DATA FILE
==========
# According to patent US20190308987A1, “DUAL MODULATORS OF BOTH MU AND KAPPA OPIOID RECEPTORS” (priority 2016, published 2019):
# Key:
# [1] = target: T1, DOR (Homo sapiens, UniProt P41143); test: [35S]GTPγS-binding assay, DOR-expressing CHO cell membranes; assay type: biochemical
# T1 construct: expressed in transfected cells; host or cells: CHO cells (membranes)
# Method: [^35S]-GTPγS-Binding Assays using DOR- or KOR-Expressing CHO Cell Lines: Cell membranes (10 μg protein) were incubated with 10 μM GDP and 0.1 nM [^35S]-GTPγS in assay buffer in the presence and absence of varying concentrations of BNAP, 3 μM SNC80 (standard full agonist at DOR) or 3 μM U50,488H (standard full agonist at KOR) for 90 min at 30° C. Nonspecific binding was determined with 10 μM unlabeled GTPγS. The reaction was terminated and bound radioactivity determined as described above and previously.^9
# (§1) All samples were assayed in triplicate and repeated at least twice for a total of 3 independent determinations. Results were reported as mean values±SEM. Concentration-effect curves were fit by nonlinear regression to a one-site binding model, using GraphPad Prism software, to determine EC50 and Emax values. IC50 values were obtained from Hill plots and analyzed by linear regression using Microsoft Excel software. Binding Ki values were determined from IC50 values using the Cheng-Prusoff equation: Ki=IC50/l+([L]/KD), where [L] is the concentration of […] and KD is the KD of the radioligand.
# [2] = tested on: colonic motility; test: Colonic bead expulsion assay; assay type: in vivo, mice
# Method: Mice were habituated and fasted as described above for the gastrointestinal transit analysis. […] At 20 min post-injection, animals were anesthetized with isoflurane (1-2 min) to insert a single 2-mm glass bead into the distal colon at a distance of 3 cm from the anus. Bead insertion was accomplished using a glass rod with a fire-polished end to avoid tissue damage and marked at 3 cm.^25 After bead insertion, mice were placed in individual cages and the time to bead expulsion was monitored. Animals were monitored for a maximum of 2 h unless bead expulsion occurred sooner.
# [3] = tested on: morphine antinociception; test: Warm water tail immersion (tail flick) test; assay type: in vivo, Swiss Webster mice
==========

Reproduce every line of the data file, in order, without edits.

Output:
# According to patent US20190308987A1, “DUAL MODULATORS OF BOTH MU AND KAPPA OPIOID RECEPTORS” (priority 2016, published 2019):
# Key:
# [1] = target: T1, DOR (Homo sapiens, UniProt P41143); test: [35S]GTPγS-binding assay, DOR-expressing CHO cell membranes; assay type: biochemical
# T1 construct: expressed in transfected cells; host or cells: CHO cells (membranes)
# Method: [^35S]-GTPγS-Binding Assays using DOR- or KOR-Expressing CHO Cell Lines: Cell membranes (10 μg protein) were incubated with 10 μM GDP and 0.1 nM [^35S]-GTPγS in assay buffer in the presence and absence of varying concentrations of BNAP, 3 μM SNC80 (standard full agonist at DOR) or 3 μM U50,488H (standard full agonist at KOR) for 90 min at 30° C. Nonspecific binding was determined with 10 μM unlabeled GTPγS. The reaction was terminated and bound radioactivity determined as described above and previously.^9
# (§1) All samples were assayed in triplicate and repeated at least twice for a total of 3 independent determinations. Results were reported as mean values±SEM. Concentration-effect curves were fit by nonlinear regression to a one-site binding model, using GraphPad Prism software, to determine EC50 and Emax values. IC50 values were obtained from Hill plots and analyzed by linear regression using Microsoft Excel software. Binding Ki values were determined from IC50 values using the Cheng-Prusoff equation: Ki=IC50/l+([L]/KD), where [L] is the concentration of […] and KD is the KD of the radioligand.
# [2] = tested on: colonic motility; test: Colonic bead expulsion assay; assay type: in vivo, mice
# Method: Mice were habituated and fasted as described above for the gastrointestinal transit analysis. […] At 20 min post-injection, animals were anesthetized with isoflurane (1-2 min) to insert a single 2-mm glass bead into the distal colon at a distance of 3 cm from the anus. Bead insertion was accomplished using a glass rod with a fire-polished end to avoid tissue damage and marked at 3 cm.^25 After bead insertion, mice were placed in individual cages and the time to bead expulsion was monitored. Animals were monitored for a maximum of 2 h unless bead expulsion occurred sooner.
# [3] = tested on: morphine antinociception; test: Warm water tail immersion (tail flick) test; assay type: in vivo, Swiss Webster mice